better. The most recent models in the $1,500 range are likely to make you
very pleased.

Quality cost just like it does in traditional film. I suspect you will
not be satisfied with most non-SLR digitals. Some are very good, but they
lack the features you are use to. You are likely to find the delay between
shutter press and image recording of most of them too long. The viewfinders
may leave you wanting. Of course you can and should check this out for
yourself before you make any final decisions.



--
Joseph Meehan

26 + 6 = 1 It's Irish Math
Anonymous
December 17, 2004 6:46:56 PM

Archived from groups: rec.photo.digital (More info?)

Joseph Meehan wrote:
> ro222000@yahoo.com wrote:
>> Hi,
>>
>> I used to do quite a bit of photography years ago: shot with a Nikon
>> FE2 and FA, had a whole set of lenses, specialized mostly in
>> landscape photos, street candid, and portraiture. My favorite lenses
>> were the Nikon 24mm and 105mm, and I shot mostly slides. I've been
>> out of
>> photography for quite a few years now, but am looking to pick it up
>> again as the serious hobby it once was and want to move to digital.
>> Can anyone recommend a good camera?
>>
>> I'm not necessarily looking for an SLR yet (I'm guessing digital
>> SLR's are still *quite* pricey), but something that will give me a
>> fair
>> amount of image control, quality images for enlargement (8x10), good
>> quality manufacture.
>>
>> Many thanks for all advice!
>>
>> sp
>
> Due you still have your Nikon equipment, especially the lenses?
>
> If so I suspect you will like one of the Nikon DSLR's.
>
> If not both Canon and Nikon have some very nice DSLR's. You can
> get some good ones for less than $1,000 and for a little more you can
> get even better. The most recent models in the $1,500 range are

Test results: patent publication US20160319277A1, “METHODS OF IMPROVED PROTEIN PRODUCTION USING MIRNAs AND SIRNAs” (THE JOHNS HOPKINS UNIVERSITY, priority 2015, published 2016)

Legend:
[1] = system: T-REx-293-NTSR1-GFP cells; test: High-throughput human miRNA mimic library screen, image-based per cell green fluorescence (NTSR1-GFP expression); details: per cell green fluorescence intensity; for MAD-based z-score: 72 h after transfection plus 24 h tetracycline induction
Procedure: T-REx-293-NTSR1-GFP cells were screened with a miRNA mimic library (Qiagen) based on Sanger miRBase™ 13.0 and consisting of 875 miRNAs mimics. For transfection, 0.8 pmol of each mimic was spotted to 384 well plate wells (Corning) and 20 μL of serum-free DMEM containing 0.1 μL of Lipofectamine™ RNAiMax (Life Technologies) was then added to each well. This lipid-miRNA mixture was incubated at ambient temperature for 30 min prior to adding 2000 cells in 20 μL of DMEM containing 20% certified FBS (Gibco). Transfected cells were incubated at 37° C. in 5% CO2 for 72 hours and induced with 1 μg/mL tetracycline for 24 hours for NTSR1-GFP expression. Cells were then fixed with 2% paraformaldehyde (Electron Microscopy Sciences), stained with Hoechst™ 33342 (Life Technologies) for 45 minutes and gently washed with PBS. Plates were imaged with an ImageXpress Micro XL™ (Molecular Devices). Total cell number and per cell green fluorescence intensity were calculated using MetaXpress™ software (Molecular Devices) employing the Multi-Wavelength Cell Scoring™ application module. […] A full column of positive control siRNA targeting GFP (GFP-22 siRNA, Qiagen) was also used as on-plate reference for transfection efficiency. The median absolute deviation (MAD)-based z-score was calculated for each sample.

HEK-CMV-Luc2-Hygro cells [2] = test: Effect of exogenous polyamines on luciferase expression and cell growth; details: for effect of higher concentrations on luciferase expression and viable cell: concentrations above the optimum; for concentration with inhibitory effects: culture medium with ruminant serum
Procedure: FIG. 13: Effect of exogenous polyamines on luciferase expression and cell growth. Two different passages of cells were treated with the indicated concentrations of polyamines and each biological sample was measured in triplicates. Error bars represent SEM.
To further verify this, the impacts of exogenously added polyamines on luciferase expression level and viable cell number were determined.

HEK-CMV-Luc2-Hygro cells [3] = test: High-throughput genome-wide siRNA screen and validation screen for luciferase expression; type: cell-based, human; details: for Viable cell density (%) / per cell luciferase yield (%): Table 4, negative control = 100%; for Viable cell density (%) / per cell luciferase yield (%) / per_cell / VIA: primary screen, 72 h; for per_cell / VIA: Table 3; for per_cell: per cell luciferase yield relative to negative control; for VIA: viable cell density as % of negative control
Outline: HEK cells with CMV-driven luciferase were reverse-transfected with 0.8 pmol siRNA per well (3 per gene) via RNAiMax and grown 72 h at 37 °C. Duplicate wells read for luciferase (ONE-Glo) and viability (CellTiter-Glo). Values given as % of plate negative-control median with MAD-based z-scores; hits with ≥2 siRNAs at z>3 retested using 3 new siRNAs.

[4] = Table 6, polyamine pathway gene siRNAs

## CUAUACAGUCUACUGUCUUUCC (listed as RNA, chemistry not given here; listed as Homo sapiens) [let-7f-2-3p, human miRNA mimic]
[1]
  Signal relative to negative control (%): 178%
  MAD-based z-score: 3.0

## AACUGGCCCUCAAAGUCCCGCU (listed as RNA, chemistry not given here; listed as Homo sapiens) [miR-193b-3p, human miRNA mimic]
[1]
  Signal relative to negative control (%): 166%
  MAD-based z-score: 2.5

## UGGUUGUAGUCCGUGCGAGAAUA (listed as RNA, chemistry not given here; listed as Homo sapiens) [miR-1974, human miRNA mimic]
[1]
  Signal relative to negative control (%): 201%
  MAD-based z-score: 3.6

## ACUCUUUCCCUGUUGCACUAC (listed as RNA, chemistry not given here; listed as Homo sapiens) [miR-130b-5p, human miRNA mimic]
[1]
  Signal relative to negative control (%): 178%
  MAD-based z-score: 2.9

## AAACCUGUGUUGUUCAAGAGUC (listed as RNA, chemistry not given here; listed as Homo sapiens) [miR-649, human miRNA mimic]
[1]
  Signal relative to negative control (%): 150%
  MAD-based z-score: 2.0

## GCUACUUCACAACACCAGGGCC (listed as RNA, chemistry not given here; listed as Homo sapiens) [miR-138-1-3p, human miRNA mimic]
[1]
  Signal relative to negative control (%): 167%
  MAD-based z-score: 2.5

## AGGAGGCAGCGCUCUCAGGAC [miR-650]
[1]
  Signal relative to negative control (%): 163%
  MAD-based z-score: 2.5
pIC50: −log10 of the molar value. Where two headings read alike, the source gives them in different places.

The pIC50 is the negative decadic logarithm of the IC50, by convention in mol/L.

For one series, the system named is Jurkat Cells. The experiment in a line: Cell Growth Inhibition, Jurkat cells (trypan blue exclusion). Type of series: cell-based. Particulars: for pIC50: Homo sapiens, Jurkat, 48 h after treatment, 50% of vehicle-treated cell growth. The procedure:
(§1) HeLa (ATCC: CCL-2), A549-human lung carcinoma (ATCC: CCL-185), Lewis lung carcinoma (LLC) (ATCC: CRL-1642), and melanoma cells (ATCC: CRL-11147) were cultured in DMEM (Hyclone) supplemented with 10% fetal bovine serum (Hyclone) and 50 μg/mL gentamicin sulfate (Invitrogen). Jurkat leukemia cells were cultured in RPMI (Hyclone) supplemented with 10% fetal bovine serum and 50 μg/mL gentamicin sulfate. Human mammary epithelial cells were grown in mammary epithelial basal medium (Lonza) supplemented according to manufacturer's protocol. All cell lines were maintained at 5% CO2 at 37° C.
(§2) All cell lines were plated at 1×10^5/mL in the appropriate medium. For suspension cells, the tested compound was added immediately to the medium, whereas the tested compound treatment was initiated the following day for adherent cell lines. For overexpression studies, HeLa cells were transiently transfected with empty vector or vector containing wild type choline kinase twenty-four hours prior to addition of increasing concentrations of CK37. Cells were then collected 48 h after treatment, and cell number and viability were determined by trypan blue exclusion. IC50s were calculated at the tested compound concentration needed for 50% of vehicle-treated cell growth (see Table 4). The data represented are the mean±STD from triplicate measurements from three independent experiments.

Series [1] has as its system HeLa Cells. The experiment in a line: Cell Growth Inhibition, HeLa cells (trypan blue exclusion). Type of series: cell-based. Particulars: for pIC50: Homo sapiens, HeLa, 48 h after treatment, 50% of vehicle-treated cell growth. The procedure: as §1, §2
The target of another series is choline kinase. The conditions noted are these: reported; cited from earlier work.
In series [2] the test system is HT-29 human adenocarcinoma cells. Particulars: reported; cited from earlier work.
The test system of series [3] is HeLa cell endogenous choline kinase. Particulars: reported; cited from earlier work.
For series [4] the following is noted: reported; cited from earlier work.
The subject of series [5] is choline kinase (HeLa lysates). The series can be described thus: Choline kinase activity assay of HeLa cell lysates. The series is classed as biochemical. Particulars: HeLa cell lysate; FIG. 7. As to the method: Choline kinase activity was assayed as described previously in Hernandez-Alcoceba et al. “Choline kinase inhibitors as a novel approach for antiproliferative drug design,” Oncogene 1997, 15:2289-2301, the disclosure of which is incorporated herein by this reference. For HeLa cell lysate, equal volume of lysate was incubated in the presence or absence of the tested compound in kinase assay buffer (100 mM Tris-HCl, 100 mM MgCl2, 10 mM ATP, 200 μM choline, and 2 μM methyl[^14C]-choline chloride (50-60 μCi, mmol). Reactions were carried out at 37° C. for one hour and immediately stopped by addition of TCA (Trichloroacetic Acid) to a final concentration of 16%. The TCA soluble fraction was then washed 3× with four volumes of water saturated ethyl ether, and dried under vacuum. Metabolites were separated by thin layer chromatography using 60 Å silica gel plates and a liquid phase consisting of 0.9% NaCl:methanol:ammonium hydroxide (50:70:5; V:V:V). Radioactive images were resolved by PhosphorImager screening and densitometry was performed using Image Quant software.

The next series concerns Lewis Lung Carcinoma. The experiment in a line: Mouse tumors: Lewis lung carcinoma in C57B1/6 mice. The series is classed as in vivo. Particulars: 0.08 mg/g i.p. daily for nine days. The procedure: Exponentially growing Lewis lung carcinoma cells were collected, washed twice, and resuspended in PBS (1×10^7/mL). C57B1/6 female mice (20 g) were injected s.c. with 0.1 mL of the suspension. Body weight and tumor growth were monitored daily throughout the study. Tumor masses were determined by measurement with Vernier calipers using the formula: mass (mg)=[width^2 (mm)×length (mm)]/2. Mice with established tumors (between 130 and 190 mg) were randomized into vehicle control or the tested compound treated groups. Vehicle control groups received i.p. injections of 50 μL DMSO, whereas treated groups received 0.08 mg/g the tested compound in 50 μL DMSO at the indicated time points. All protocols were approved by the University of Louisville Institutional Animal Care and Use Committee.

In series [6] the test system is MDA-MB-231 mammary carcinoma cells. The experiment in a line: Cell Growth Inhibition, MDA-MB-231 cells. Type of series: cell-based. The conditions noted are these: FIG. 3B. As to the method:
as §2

> likely to make you very pleased.
>
> Quality cost just like it does in traditional film. I suspect you
> will not be satisfied with most non-SLR digitals. Some are very
> good, but they lack the features you are use to. You are likely to
> find the delay between shutter press and image recording of most of
> them too long. The viewfinders may leave you wanting. Of course you
> can and should check this out for yourself before you make any final
> decisions.

Aside from the shutter lag interfering with "action" photography, a
camera like the Nikon CP8700 offers all the resolution, image control
and quality, and convenience of operation most people would demand, and
all in a lightweight package. Any recent topline non-dSLR will have
similar features. It's not an onerous task, but a joyous one, choosing
among the many available delights. The only limits are your pocketbook
and time.


--
Frank ess
Anonymous
December 17, 2004 7:02:09 PM

Archived from groups: rec.photo.digital (More info?)

ro222000@yahoo.com wrote:
> Hi,
>
> I used to do quite a bit of photography years ago: shot with a Nikon
> FE2 and FA, had a whole set of lenses, specialized mostly in landscape
> photos, street candid, and portraiture. My favorite lenses were the
> Nikon 24mm and 105mm, and I shot mostly slides. I've been out of
> photography for quite a few years now, but am looking to pick it up
> again as the serious hobby it once was and want to move to digital.
> Can anyone recommend a good camera?

Nikon Coolpix 8400 - 24mm - 85mm zoom, 8MP which will easily print at up
to 8 x 10 if not further. A lot lighter than the SLR kit you used to have
and much easier to carry around. Fast auto-focus (compared to the